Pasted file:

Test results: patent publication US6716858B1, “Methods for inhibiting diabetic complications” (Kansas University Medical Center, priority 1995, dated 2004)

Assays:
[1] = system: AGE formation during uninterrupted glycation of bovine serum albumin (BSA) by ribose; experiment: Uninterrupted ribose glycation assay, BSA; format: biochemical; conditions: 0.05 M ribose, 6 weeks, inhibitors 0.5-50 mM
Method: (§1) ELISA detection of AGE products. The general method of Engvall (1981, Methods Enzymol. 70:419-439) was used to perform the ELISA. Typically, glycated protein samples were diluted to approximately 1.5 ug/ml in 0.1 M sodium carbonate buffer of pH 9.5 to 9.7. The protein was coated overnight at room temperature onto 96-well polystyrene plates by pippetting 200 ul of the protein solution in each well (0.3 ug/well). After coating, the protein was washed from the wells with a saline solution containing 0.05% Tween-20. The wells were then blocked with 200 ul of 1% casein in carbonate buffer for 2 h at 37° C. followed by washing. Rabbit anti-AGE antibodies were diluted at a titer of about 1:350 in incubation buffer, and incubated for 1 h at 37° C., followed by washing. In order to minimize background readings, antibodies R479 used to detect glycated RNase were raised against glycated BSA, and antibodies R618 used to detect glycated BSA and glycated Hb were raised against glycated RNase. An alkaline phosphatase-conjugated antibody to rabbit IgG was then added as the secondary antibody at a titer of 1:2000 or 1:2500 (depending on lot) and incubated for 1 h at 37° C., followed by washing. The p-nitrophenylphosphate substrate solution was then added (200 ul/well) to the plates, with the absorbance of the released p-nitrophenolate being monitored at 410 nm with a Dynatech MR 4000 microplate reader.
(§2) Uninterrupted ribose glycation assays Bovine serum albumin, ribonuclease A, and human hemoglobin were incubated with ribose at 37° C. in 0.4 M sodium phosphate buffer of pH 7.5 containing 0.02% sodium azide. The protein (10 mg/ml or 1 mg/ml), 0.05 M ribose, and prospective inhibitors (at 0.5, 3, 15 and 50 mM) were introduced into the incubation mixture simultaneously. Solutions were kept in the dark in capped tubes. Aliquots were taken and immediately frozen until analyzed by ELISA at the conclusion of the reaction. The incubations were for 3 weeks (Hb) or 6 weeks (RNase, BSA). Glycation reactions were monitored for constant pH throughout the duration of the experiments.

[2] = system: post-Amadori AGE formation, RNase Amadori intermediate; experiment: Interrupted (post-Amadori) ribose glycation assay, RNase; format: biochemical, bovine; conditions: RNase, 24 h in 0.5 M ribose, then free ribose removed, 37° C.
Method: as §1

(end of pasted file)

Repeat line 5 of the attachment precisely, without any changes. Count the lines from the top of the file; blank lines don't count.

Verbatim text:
(§2) Uninterrupted ribose glycation assays Bovine serum albumin, ribonuclease A, and human hemoglobin were incubated with ribose at 37° C. in 0.4 M sodium phosphate buffer of pH 7.5 containing 0.02% sodium azide. The protein (10 mg/ml or 1 mg/ml), 0.05 M ribose, and prospective inhibitors (at 0.5, 3, 15 and 50 mM) were introduced into the incubation mixture simultaneously. Solutions were kept in the dark in capped tubes. Aliquots were taken and immediately frozen until analyzed by ELISA at the conclusion of the reaction. The incubations were for 3 weeks (Hb) or 6 weeks (RNase, BSA). Glycation reactions were monitored for constant pH throughout the duration of the experiments.